Alcohol Beverages in Asia
A flushed red face, wet eyes and elevated spirit would appear when Asians drink alcohol even a bit. It is due to their low activity of an alcohol breaking-down enzyme in the liver. Very inconvenient personally, when I sipped a cocktail at a business power lunch with Caucasian partners who showed nothing. This Asian character, I confirmed with indigenous or early arrival people from Asia across a frozen ice-mass bridge to Alaska, when I recently visited the Denali National Park in Alaska. Except for medical or religious reasons, Asians love alcohol here and in their homelands.
Alcohol has been our companion since an early stage of human history. It was to warm up the body from the inside in cold climates, to invigorate the soul or morale, or to communicate with something supernatural for advice on a disputed matter or problem hard to solve by themselves. The role of alcohol was inherited in each race or nation or religion relating to the degree of allowance or inhibition. Generally speaking, Asia has been liberal or tolerable to alcohol drinking. When supply was limited, drinking took place only at ceremonies, festivals, family occasions or social functions. Today drinking becomes more common and delightful while its supply becomes readily available.
Beer appears most popular in Asia today. It is an ideal drink for refreshing or replenishing energy from busy daily routines because of its relatively low alcohol content, effervescent bubbles and smooth swallowing. The least hangover (if moderately consumed) the following morning is also significant. Japan, as a predecessor of an economic progress, has gone from the traditional heavy drinking of sake to beer as a proof of this theory. So be it for the rest of Asian countries as well as Asians here. A cold, light Pilsner type is their beer, which is most appreciated in warm climates in Asia. In 1904 Germans started brewing a Pilsner style (present Tsingtao or Qingdao) when colonizing a northern Chinese territory. This Pilsner tradition was inherited by Japanese during its occupation there. Later American style beers like Budweiser or Coors became almost universal in Asia, and San Miguel in Philippines, Tiger in Singapore, Singha in Thailand, Hite-OB in Korea, Kirin in Japan, and Carlsberg or Heineken at many locations. Some of them, you can enjoy at respective ethnic restaurants like Hite or OB with BBQ beef bulgogi. Orion in Okinawa may be also known among military returnees from there. Craft beer has not been fully blooming yet. It may take a little bit more time for diversifying beer taste, which may come with the economic progress.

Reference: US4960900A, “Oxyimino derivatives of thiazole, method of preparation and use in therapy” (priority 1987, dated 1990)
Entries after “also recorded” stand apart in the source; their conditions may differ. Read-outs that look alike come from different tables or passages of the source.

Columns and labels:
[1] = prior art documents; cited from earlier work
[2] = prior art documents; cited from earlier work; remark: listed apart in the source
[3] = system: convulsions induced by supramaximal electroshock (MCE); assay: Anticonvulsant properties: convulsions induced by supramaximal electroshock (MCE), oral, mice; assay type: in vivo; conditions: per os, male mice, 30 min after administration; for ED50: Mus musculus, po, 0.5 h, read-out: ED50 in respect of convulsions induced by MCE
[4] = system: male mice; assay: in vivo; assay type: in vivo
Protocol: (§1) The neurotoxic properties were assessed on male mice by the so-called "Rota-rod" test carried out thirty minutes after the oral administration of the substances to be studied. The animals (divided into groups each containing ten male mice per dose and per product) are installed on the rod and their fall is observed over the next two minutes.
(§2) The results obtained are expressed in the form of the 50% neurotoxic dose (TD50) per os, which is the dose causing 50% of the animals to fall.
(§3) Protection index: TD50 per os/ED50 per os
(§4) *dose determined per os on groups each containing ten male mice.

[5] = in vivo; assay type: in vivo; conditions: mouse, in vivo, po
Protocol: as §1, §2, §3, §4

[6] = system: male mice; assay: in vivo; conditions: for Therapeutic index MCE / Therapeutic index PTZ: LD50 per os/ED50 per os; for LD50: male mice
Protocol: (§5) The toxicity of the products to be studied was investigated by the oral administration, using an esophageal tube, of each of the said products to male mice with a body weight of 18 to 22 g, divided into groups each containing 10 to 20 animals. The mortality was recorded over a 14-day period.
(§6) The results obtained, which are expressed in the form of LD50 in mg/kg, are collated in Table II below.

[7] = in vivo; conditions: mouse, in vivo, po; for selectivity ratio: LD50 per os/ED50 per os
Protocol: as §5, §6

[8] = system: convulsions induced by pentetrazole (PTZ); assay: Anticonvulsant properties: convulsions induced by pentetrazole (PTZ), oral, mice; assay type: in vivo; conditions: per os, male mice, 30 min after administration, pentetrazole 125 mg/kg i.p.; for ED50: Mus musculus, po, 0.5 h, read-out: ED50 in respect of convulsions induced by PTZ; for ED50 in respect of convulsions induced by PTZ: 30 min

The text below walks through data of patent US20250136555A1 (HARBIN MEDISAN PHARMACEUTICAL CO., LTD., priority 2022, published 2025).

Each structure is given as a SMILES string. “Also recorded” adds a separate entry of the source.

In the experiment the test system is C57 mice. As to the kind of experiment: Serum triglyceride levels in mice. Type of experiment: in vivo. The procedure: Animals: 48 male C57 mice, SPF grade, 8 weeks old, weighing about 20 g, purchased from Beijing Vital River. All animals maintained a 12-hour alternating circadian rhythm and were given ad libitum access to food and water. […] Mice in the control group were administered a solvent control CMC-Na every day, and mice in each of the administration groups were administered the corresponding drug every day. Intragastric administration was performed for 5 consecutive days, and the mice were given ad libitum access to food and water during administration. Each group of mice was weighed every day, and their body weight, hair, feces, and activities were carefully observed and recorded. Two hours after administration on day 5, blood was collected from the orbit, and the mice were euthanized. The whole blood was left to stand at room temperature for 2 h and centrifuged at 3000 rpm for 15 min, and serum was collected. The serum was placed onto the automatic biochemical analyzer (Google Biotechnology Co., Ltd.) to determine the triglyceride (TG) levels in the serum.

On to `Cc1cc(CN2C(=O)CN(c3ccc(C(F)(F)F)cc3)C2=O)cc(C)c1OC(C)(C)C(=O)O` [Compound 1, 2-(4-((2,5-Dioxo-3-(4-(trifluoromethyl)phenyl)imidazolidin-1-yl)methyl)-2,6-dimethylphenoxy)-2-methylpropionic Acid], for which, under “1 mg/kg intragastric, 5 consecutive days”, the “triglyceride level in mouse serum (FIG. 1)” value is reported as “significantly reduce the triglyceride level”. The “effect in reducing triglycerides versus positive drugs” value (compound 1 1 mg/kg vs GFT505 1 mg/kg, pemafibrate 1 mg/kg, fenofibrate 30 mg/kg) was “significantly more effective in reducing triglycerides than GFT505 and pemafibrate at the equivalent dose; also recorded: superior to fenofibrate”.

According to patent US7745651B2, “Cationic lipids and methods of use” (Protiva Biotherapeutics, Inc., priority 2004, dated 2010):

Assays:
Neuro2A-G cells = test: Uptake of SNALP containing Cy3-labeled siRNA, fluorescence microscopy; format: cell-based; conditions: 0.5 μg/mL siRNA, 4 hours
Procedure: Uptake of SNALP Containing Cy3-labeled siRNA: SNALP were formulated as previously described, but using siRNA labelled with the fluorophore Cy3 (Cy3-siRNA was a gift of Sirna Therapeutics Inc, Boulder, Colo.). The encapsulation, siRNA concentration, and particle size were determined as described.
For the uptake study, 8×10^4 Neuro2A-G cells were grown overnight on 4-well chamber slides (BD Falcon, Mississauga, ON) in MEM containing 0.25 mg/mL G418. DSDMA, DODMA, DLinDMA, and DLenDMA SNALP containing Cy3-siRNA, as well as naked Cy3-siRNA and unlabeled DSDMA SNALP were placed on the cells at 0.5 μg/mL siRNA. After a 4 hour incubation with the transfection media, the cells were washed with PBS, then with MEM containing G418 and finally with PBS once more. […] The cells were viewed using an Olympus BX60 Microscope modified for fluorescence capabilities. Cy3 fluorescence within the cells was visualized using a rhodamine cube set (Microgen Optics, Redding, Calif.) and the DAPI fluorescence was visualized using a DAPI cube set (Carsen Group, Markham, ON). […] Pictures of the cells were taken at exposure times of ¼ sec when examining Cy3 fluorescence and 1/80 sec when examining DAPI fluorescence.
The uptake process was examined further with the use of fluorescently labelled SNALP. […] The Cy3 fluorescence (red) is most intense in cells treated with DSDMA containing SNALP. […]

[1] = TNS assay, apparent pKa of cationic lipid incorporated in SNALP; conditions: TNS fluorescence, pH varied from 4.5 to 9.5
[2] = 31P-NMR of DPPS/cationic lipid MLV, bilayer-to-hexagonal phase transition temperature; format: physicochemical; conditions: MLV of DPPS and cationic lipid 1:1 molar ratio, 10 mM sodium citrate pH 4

Wine is still in a cradle there. But China has grown to be a major importer of expensive wines in Asia. In the case of Japan, wine, mostly imported, is expensive because of import and alcohol taxes, and is only a fraction of the total alcohol beverage sales. Drinking taxes, they joke. Wine, dry white wine in particular, must go well with seafood like sushi or sashimi. With my sake business experience here in our market, though, ethnic beverages tend to be promoted only in respective ethnic markets.
Distillates and spirits, in a Chinese expression “Fire Drink,” are often used for mixed drinks preferred by females, which are gaining power in this macho Asian alcohol market today. Other traditional ones like Shaoxing (Chinese), Machori (Korean), sake (Japanese), or numerous local naturally fermented drinks are still preferred particularly by males who may be losing the ground to rising females. In this globalization and economic progress, Asian alcohol consumption has been swinging more to beer, and then will go further to mixed drinks, and a little bit more to wine down the road.